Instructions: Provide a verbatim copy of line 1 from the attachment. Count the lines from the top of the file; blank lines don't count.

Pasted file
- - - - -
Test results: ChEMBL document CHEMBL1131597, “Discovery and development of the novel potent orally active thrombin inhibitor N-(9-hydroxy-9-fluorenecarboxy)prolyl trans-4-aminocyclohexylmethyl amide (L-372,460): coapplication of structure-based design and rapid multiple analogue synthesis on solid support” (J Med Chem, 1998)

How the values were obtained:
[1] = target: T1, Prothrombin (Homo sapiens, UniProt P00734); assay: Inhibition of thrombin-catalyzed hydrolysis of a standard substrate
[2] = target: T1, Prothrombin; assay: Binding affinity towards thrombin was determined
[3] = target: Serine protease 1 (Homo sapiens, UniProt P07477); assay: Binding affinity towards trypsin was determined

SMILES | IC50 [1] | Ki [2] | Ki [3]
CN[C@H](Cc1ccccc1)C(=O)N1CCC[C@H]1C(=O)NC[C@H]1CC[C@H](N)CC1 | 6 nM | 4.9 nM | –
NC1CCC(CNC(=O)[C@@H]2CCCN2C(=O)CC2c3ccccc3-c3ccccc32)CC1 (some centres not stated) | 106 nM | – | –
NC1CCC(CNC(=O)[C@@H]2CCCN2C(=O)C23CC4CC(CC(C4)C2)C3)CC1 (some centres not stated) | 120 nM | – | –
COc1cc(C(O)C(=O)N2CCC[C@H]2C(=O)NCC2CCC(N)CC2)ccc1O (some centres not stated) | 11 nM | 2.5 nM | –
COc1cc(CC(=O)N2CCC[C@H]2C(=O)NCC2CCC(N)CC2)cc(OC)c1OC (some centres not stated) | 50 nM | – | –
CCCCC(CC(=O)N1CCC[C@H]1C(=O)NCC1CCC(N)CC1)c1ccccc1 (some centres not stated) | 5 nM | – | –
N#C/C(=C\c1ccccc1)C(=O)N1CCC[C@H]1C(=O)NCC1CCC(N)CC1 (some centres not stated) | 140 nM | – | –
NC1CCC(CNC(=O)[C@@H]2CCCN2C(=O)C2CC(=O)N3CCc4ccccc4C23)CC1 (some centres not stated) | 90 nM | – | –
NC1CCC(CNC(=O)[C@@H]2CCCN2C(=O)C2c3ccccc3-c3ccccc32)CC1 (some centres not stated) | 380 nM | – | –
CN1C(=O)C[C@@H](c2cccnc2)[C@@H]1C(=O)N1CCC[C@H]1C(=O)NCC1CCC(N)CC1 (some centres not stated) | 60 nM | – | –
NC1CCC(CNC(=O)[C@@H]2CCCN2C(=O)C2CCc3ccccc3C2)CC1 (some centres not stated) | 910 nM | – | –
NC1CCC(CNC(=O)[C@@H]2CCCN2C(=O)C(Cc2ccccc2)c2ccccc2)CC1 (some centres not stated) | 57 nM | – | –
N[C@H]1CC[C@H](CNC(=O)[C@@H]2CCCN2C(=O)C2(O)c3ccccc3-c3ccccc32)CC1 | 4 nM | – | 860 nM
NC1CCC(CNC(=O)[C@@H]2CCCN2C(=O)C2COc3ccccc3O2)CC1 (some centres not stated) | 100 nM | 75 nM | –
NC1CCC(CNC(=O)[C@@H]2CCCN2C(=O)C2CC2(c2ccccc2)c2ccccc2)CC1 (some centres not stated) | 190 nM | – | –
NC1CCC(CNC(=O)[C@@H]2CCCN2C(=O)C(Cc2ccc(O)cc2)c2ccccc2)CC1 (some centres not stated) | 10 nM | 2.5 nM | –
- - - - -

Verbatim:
Test results: ChEMBL document CHEMBL1131597, “Discovery and development of the novel potent orally active thrombin inhibitor N-(9-hydroxy-9-fluorenecarboxy)prolyl trans-4-aminocyclohexylmethyl amide (L-372,460): coapplication of structure-based design and rapid multiple analogue synthesis on solid support” (J Med Chem, 1998)